Like some have said, the complexity of modern apps is more to do with the target for them at this point, which is still touch first but once we can have Windowsed modern apps this thinking changes. Since the store already shows you desktop apps, it's not an issue of a developer to list that their app needs a mouse+kb to work. You'll see more "beefy" apps in time, I have little doubt.
George P - I don't buy that. I think the REAL reason that ModernUI apps are largely so simple is that they were designed largely by mobile-app developers - who are used to thinking in terms of uncomplicated apps. MetroIRC and MetroTwit, for example, are two of the more complex ModernUI apps - and both were designed as UX-neutral from the beginning; further, neither excludes any method of interaction - unlike HootSuite for example, MetroTwit didn't require a mouse at all, or touch for that matter. (Yes - you could use MetroTwit using strictly a keyboard alone.) Simple works in mobile - it's why you don't see many complex Android or iOS apps - it has nothing to do with touch at all. Complex mobile apps, in fact, usually fail, and fail rather badly - KISS (Keep It Simple, Son) is the mantra for mobile developers. Desktop-targeted applications (regardless of what GUI they are targeting) can get rather busy - in many ways, they are EXPECTED to be *busy* (almost to the point of near-absurdity). How many light (utilitarian practically) desktop applications have been dismissed as being too LIGHT? (I can name two disc-burning applications that have been disparaged for committing just that "sin" - ImgBurn and CDBurnerXP - and both are freeware. I personally use ImgBurn because of the lack of frills - it does what it needs to and nothing else. It also works with any type of CD/DVD/BD drive Windows supports - if Windows sees it, ImgBurn can use it. If BD burners hit DVD burner prices - and they are nearly there now - ImgBurn is ready.) There may be a use for heavy - however, there is also a use for utilitarian.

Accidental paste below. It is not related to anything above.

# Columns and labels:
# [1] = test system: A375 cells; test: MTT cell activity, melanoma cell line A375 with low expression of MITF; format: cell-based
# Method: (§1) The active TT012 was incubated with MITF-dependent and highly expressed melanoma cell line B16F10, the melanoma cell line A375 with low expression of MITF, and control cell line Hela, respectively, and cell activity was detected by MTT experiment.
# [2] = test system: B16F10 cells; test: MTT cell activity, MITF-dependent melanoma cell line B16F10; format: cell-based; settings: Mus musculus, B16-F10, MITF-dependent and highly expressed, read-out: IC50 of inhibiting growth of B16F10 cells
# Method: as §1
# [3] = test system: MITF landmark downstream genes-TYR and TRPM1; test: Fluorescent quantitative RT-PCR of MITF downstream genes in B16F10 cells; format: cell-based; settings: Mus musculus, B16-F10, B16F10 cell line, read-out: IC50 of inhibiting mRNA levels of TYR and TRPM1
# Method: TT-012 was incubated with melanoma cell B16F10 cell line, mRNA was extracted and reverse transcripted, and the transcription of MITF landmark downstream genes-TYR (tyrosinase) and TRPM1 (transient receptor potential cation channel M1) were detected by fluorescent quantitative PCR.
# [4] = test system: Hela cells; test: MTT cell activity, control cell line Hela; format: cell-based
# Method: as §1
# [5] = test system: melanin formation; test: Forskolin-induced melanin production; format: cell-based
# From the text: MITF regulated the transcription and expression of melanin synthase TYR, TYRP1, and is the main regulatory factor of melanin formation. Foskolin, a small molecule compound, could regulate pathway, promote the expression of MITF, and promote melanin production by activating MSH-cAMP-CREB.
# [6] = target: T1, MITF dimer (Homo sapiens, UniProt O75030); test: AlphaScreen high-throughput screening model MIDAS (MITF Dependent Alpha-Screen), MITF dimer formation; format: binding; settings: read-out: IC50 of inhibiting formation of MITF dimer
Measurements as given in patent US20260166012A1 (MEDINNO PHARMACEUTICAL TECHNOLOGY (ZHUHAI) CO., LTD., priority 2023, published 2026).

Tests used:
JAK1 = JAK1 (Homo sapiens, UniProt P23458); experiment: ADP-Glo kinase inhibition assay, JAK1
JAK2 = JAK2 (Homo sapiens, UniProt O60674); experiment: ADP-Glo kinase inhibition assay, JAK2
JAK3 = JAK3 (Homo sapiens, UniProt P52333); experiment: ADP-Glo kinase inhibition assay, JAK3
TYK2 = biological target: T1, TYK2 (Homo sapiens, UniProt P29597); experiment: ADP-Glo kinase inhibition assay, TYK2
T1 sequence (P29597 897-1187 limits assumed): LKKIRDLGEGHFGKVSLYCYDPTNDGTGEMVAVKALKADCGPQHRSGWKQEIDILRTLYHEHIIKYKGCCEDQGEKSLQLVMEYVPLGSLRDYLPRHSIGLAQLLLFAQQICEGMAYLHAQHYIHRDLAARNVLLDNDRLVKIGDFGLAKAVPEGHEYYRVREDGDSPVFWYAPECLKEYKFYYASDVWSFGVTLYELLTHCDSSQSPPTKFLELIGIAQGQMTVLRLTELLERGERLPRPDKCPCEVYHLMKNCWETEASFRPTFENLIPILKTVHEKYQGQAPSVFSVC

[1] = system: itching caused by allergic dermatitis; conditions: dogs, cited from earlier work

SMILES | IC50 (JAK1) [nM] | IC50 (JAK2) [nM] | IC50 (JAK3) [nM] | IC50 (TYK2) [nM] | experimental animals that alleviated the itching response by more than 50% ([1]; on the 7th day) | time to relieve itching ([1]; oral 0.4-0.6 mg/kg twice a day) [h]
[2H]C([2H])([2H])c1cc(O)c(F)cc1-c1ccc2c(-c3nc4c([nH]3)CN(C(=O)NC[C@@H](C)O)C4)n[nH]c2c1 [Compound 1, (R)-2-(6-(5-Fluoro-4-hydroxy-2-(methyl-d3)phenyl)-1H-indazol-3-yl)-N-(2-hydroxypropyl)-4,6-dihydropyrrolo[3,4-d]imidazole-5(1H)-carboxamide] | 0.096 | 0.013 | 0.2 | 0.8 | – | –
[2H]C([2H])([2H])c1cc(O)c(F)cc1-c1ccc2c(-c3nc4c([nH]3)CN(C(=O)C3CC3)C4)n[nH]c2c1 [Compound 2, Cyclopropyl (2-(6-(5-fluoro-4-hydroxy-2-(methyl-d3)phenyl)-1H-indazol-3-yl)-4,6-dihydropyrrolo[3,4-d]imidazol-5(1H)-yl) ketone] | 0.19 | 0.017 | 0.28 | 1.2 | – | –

Also, why must even a Win32 application rely on JUST a mouse and keyboard? Office 2013 certainly doesn't - like all versions of Office before it, it can be navigated using a keyboard alone (the Alt-key shortcuts are STILL usable - and throughout Office) as well (for the first time) as there is actual touch support (again, it's Office-wide) - supporting touch didn't kill mouse support any more than it killed keyboard support. ModernUI is a truly neutral UX - it works however you choose to. It LOOKS like an uncomplicated (in comparison to Win32) UX because it largely is - unlike Win32, it makes no assumptions. ModernUI - as a UI - is like ImgBurn - practically utilitarian. That's certainly different compared to Win32 - and it's typically been seen only in mobile (where utilitarian makes sense). That may be why there is that assumption - which I STILL call entirely wrong - that ModernUI is a touch-first (if not touch-only) UI; it's no more true of ModernUI than it is of Android.